Wednesday, December 23, 2009

WHEN CRIME PAYS IN DAVIS, UTAH

At times, it sounded like an acceptance speech from a highly decorated veteran educator receiving an award.

Susan Ross, former director of federal programs for the Davis School District, on December 14, 2009, spoke of her love of teaching and of children. She had devoted her career to offering them the best possible education, she said.
But this was no acceptance speech. Ross was addressing a federal judge at her sentencing after pleading guilty to a charge of felony money laundering. Ross and her husband, John Ross, are believed to have stolen nearly $4 million in federal education funds in an embezzlement scheme that involved selling pirated textbooks to the school district at inflated prices. A federal indictment said the Rosses set up a company to supply the district with photocopies of books for as much as $80 each when they normally would retail for $15-$25.
Susan Ross, who prosecutors said served a larger role in the commission of the crimes, was sentenced to 36 months of probation, with the first six to be served in home confinement. U.S District Judge Clark Waddoups also ordered that Ross perform 3,000 hours of community service, pay a $10,000 fine and $350,115 in restitution.
Incredibly, Ross will not serve a day in prison, even though sentencing guidelines allowed for a maximum 10-year prison term.
In an unusual step, U.S. Attorney Brett Tolman issued a statement following the sentencing that said, in part, "People who abuse a position of trust, profit substantially, and do so in a totally illegal manner should face more than probation. If you consider the sentence of probation in this case, apparently crime does pay."
Indeed.
While Susan Ross was able to produce several letters from acquaintances and former students who credited her with encouraging them to pursue college educations, for a number of years she systematically embezzled federal Title I funds intended to assist low-achieving students master math and reading and help them meet state standards in core academic subjects. A prosecutor said in court that between 2000 and 2005, the Rosses had pocketed 39 percent of the Title I education funds appropriated to the Davis School District for those years, a figure Susan Ross' defense counsel disputes.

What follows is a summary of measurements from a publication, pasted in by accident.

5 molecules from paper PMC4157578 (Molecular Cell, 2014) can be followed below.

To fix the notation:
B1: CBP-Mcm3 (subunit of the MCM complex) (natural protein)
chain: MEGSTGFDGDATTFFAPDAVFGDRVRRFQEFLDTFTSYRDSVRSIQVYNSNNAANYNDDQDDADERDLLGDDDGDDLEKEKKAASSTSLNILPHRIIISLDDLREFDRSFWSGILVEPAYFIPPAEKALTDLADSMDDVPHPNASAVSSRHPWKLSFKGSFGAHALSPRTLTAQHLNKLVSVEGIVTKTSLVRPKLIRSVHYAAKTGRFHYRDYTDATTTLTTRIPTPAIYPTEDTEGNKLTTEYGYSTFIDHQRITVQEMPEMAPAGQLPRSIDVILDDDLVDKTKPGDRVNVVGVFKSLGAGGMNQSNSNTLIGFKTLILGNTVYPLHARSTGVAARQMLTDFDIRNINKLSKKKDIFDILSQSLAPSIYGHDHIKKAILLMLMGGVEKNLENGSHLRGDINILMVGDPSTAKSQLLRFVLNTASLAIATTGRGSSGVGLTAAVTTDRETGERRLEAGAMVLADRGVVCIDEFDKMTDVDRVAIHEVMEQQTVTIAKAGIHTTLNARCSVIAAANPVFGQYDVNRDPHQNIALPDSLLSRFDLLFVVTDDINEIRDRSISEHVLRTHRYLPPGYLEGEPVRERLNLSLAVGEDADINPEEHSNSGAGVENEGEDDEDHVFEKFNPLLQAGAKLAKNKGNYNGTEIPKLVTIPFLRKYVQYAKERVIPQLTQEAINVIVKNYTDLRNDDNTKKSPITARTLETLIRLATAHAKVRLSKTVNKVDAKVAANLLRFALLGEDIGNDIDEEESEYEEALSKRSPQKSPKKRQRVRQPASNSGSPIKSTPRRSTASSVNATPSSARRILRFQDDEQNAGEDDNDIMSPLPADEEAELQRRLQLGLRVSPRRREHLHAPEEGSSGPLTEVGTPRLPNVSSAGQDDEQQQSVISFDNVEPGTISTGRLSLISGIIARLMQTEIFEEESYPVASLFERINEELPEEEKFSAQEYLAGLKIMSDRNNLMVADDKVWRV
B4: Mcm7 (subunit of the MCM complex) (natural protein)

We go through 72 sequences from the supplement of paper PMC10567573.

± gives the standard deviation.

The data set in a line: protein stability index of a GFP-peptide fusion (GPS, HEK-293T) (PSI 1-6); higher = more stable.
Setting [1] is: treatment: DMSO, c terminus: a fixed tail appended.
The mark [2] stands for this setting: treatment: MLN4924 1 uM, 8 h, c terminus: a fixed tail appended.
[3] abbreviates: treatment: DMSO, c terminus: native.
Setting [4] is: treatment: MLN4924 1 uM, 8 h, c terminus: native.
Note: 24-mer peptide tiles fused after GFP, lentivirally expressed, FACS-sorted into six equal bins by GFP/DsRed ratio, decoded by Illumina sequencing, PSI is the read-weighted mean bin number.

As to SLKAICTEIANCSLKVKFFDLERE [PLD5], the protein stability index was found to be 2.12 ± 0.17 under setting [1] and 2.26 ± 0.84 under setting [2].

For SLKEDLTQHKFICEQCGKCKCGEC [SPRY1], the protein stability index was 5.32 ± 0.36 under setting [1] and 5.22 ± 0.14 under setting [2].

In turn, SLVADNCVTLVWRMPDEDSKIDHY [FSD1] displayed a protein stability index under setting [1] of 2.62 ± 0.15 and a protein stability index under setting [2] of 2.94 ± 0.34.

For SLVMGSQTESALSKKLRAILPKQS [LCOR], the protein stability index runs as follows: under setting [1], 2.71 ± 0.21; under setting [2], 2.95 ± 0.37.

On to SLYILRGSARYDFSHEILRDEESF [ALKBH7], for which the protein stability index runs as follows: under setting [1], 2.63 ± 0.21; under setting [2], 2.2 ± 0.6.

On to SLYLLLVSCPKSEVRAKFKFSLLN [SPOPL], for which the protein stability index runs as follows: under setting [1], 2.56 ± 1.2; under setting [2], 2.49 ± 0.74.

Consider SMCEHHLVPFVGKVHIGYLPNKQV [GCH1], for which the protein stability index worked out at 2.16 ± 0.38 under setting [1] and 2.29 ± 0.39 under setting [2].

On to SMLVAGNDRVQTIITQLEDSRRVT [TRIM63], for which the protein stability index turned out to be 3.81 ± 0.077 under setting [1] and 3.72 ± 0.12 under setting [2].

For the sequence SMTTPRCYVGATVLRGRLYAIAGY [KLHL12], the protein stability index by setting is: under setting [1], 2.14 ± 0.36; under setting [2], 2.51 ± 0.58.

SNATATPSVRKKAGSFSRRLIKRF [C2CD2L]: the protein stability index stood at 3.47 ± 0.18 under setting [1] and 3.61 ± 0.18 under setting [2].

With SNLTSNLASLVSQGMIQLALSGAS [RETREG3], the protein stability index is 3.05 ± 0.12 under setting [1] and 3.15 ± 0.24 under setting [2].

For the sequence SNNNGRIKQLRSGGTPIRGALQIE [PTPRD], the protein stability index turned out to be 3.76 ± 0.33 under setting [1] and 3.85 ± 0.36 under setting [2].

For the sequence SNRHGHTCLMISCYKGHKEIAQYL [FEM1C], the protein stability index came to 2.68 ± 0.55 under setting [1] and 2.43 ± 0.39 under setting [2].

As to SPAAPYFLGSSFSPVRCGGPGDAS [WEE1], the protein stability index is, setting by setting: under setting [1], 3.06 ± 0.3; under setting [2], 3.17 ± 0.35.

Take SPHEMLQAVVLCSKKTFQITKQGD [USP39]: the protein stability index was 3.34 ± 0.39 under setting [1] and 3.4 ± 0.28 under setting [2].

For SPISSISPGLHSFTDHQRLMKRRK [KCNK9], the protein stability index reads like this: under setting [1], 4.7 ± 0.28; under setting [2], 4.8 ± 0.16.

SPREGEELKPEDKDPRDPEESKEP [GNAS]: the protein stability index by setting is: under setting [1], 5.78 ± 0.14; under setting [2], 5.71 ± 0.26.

Regardless, the funds were not used for their intended purposes. While Susan Ross may have inspired many students to seek higher education, disadvantaged students, minorities and students with disabilities were short-changed of opportunities due to the Rosses' crimes.
Earlier this year, John Ross pleaded guilty to one count of placing fraudulent copyrights on stolen texts, a misdemeanor. He was ordered to pay a $500 fine. The pair also was ordered to forfeit $800,000 from their bank accounts, two vehicles and homes in Layton, South Weber and Mountain Green.
Neither John Ross, who was a federal grant specialist for the school district, nor Susan Ross was a career criminal, which undoubtedly figured into their sentences. But these offenses were not the stuff of a one-time lapse in judgment. They were crimes systematically perpetrated over a number of years. That aggravating factor should have weighed in favor of prison time for Susan Ross, if not also a brief incarceration for her husband.

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